Over the past years of teaching, I noticed myself drifting more and more to the “flipped” side of things. I never made a conscious decision to do so, but it made more sense to me to work through the hard parts in the class while offloading easier things to pre-class work.
What I struggled with (among other things) is the structure for class preparation and class activities. Since I never took a flipped class myself, I was lacking a mental model for how to plan day-to-day activities. Thankfully, Robert Talbert published a manual for how to do just that (among other things), called Flipped Learning: A Guide for Higher Education Faculty. Stylus Publishing, LLC, 2017. [link]
While I still haven’t read the entire book, I did focus on the part where Talbert discusses day-to-day class prep. He gives a wonderful structure to one’s activities around planning the class. While none of the steps are surprising, having a step-by-step checklist takes care of the mental load of “what’s next, what did I miss” that comes with doing things haphazardly. I typed up a three-sheet summary of his prescriptions to put on my desk so I don’t have to leaf through the book. I figured someone else could benefit from it as well, so here I share it.
Google Docs link
Feel free to leave comments/suggestions on it for a few weeks.
Lesson planning overview
What if students are underprepared?
We know the big differences between trying out a calculation on a back of an envelope and writing a rigorous proof. Likewise, there are differences between prototyping in a Matlab script and writing a reliable pre that supports a reproducible research project. In a 15-minute presentation for a introductory workshop on scientific software at UW Madison math department, I showcased my own workflow on a simple example of plotting several solutions to an ODE in Matlab.
Repository for the workshop can be obtained by
git clone https://bitbucket.org/mbudisic/workshopworkflow.git
Ever since I learned about Emacs+AUCTeX, it’s been the ultimate LaTeX editor for me. Since I don’t want to rehash everything said online about the glorious world of LaTeX editing with AUCTeX (and friends), here’s a link – Emacs as the ultimate LaTeX editor.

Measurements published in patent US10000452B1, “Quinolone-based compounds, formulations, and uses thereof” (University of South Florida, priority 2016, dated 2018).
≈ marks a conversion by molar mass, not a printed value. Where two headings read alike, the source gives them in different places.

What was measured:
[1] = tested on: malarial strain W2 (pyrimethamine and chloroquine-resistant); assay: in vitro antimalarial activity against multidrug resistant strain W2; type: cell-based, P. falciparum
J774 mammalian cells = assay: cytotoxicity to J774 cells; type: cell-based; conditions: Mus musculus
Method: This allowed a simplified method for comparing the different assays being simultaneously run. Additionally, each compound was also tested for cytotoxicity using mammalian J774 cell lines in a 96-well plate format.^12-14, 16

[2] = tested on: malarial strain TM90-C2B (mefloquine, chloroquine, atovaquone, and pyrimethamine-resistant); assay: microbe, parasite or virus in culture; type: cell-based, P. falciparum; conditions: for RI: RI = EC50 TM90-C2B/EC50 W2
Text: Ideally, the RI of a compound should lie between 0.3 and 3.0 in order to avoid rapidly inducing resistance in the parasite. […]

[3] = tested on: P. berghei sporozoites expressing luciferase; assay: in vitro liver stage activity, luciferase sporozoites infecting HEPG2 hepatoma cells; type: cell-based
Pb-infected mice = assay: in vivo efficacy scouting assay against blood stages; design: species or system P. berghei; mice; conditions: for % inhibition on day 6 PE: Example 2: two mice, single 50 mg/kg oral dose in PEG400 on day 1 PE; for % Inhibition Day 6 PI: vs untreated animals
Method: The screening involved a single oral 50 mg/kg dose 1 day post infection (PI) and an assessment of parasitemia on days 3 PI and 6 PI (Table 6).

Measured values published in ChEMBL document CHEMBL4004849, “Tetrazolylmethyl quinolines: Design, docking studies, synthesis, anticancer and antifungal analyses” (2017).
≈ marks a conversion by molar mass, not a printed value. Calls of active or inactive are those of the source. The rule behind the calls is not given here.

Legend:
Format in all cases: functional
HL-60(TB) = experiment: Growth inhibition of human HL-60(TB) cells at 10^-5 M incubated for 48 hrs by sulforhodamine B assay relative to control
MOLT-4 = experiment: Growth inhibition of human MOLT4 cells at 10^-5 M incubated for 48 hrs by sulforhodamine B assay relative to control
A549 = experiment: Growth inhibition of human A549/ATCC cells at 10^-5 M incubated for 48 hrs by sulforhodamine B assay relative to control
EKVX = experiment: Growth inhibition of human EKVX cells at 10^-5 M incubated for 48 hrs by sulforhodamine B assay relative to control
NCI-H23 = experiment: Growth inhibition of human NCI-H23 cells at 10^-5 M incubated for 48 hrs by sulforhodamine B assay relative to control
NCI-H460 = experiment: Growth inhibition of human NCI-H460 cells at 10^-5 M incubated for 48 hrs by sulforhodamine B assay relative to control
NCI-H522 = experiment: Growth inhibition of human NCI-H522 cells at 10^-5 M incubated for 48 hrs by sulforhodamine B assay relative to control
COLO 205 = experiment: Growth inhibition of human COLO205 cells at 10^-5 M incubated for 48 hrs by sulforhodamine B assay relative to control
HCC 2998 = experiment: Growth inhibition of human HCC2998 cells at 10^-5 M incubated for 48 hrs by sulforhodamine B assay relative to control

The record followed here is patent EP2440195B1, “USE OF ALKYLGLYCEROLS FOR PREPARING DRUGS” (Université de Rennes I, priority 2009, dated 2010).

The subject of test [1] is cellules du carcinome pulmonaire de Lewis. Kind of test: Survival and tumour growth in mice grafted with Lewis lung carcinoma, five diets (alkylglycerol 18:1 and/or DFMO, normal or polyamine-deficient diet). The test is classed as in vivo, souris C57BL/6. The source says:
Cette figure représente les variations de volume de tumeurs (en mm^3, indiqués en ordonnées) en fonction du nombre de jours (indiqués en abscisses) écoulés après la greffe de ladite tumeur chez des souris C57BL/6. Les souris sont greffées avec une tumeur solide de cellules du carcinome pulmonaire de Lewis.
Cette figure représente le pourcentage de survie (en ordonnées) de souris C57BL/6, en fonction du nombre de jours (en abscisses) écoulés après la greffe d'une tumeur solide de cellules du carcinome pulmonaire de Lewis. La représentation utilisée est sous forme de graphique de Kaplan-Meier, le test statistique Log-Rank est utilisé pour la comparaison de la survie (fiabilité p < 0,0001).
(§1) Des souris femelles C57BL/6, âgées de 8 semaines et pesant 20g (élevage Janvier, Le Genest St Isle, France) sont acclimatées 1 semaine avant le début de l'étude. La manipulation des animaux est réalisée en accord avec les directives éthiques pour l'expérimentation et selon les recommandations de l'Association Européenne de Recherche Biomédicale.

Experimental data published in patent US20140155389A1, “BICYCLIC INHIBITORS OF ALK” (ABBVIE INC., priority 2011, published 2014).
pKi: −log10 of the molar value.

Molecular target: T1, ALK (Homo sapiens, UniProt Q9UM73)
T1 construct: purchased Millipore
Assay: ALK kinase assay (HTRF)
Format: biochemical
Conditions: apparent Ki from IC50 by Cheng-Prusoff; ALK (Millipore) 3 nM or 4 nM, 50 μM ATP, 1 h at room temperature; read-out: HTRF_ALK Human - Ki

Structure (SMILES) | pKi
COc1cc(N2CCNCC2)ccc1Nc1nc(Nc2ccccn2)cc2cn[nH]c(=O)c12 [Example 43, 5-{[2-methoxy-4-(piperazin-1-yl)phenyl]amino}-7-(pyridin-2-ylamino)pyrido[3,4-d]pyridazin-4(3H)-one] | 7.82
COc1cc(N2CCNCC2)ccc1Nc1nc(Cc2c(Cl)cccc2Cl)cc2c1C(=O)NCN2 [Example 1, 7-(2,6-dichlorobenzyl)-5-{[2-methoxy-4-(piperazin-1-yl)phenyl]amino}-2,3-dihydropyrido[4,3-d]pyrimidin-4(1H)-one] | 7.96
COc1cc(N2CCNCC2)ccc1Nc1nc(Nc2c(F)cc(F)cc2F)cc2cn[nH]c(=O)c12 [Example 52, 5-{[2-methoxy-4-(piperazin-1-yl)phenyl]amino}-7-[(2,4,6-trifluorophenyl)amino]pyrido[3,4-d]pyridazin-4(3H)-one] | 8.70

Until today, I used Carbon Emacs – Emacs 22 bundle for Mac OS X. It was perfect – everything important (AUCTex) was nicely bundled in, it kept me shielded from the cruel world of package installation. Until Emacs 23 came out and decided to put out its own Mac OS X bundle, which really obsoleted Carbon Emacs.
I resisted the change for a while, I said “well, people have written their PhD theses in Emacs 22 (and earlier), so WTH would I need Emacs 23”. I don’t have an answer to that question, but being a progressive ;), I decided to… progress. And update to Emacs 23. Since there are no bundled packages with the GNU distribution of Emacs for Mac OS X, I needed to update AUCTeX myself. Troubadours being gone, nobody was here to compose a song about my epic struggles, so this blogpost will be the reminder of how I did it. And learned to love the bomb. Continue reading
Every now and then I’ll need to convert a series of graphs into a movie. For example, phase space of a dynamical system varies with a perturbation parameter and we’d like to see a “slide-show” of these graphs. As a Mac user, I’d like the format to be Quicktime so it plays extra-nice with Keynote and friends. Here’s a short guide on how to achieve this – written mostly so I don’t have to redo this from scratch every time I’d like to make a movie. And if it ends up helping you – mazel tov! Continue reading
This is a walkthrough guide to installing ATLAS 3.8.3 with full LAPACK on 64 bit Linux. Hope you’ll find it useful. Continue reading